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European Journal of Applied Physiology

, Volume 94, Issue 3, pp 298–304 | Cite as

Living high–training low altitude training: effects on mucosal immunity

  • E. Tiollier
  • L. Schmitt
  • P. Burnat
  • J-P. Fouillot
  • P. Robach
  • E. Filaire
  • CY. Guezennec
  • J-P. Richalet
Original Article

Abstract

Secretory immunoglobulin A (sIgA) is the major immunoglobulin of the mucosal immune system. Whereas the suppressive effect of heavy training on mucosal immunity is well documented, little is known regarding the influence of hypoxia exposure on sIgA during altitude training. This investigation examined the impact of an 18-day Living high–training low (LHTL) training camp on sIgA levels in 11 (six females and five males) elite cross-country skiers. Subjects from the control group (n=5) trained and lived at 1,200 m of altitude, whereas, subjects from the LHTL group (n=6) trained at 1,200 m, but lived at a simulated altitude of 2,500, 3,000 and 3,500 m (3×6-day, 11 h day−1) in hypoxic rooms. Saliva samples were collected before, after each 6-day phases and 2 weeks thereafter (POST). Salivary sIgA, protein and cortisol were measured. There was a downward trend in sIgA concentrations over the study, which reached significance in LHTL (P<0.01), but not in control (P=0.08). Salivary IgA concentrations were still lower baseline at POST (P<0.05). Protein concentration increased in LHTL (P<0.05) and was negatively correlated with sIgA concentration after the 3,000 and 3,500 m-phase and at POST (P<0.05 all). Cortisol concentrations were unchanged over the study and no relationship was found between cortisol and sIgA. In summary, data were strongly suggestive of a cumulative negative effect of physical exercise and hypoxia on sIgA levels during LHTL training. Two weeks of active recovery did not allow for proper sIgA recovery. The mechanism underlying this depression of sIgA could be mediated by neural factors.

Keywords

Immune system Hypoxia Salivary IgA Cross-country skier Altitude training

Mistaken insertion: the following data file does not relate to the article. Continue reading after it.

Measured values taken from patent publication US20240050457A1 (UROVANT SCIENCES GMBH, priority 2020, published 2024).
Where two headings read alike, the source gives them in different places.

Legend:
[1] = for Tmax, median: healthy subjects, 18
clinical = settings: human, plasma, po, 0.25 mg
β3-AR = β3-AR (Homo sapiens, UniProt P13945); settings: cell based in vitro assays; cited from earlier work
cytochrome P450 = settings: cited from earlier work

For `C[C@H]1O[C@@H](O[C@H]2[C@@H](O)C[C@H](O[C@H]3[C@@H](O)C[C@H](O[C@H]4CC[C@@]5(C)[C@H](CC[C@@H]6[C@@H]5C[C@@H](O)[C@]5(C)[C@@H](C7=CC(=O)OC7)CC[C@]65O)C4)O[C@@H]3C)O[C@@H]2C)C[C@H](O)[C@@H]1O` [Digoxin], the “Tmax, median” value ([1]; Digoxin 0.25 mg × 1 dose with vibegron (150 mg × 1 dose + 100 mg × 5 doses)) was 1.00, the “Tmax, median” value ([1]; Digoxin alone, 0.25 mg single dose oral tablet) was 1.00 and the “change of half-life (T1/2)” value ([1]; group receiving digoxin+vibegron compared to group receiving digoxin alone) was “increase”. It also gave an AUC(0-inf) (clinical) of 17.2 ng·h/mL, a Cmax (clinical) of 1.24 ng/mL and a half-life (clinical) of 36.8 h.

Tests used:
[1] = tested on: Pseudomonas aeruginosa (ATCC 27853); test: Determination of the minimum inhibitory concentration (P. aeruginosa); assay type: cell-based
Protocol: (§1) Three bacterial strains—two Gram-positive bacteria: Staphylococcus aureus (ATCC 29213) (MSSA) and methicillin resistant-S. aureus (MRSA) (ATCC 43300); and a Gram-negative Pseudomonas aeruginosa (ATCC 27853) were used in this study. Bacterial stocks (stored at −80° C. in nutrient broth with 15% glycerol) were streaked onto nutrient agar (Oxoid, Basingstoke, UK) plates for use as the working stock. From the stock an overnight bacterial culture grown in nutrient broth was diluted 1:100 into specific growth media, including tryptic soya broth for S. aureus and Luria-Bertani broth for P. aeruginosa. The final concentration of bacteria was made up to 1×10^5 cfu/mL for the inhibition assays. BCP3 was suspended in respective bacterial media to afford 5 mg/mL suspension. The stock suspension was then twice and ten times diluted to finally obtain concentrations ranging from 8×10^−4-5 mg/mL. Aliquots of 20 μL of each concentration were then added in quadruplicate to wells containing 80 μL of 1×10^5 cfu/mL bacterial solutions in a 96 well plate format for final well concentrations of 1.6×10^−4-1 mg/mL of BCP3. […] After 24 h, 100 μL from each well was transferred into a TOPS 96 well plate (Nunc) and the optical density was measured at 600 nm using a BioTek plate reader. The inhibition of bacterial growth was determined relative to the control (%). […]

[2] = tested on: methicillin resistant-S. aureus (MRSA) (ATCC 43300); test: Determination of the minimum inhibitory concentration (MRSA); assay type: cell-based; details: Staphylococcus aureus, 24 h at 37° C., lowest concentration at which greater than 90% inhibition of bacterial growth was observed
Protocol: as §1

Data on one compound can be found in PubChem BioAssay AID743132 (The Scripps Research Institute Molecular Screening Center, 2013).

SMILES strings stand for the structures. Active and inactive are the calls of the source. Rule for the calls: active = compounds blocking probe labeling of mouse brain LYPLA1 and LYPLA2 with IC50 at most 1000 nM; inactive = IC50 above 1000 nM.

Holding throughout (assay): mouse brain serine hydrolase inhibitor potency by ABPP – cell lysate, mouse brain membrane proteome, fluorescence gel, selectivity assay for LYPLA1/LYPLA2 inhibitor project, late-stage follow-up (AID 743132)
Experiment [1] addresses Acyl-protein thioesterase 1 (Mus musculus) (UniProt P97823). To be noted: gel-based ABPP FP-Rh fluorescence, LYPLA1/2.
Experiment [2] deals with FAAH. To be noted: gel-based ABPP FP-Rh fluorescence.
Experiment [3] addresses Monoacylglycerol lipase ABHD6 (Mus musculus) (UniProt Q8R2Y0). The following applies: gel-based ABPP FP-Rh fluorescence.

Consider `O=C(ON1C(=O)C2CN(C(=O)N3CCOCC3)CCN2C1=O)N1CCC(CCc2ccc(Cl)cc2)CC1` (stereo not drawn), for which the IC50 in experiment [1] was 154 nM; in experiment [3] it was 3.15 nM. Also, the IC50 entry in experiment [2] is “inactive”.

Notes

Acknowledgements

This study was funded by grants from the International Olympic Committee and the French Ministry of Sports. We wish to thank the athletes for their participation in this study and Odile Michaud for analysis of cortisol. The cooperation of the staff of the Centre National de Ski Nordique was appreciated.

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Copyright information

© Springer-Verlag 2005

Authors and Affiliations

  • E. Tiollier
    • 1
    • 6
  • L. Schmitt
    • 2
  • P. Burnat
    • 3
  • J-P. Fouillot
    • 4
  • P. Robach
    • 5
    • 7
  • E. Filaire
    • 6
  • CY. Guezennec
    • 1
  • J-P. Richalet
    • 4
    • 7
  1. 1.Département de physiologieIMASSABrétigny-sur-Orge CedexFrance
  2. 2.Centre National de Ski NordiqueID JacobeysPrémanonFrance
  3. 3.Laboratoire de Biochimie, Toxicologie et Pharmacologie cliniqueHôpital des Instructions des Armées BeginSaint MandéFrance
  4. 4.Service de Physiologie et Explorations FonctionnellesHôpital AvicenneBobignyFrance
  5. 5.Ecole nationale de Ski et d’AlpinismeChamonixFrance
  6. 6.Laboratoire Inter-Universitaire de Biologie des Activités Physiques et Sportives. Bâtiment b BiologieAubiereFrance
  7. 7.ARPE, Laboratoire Réponses cellulaires et fonctionnelles à l’hypoxie , EA 2363, UFR de MédecineUniversité Paris 13BobignyFrance

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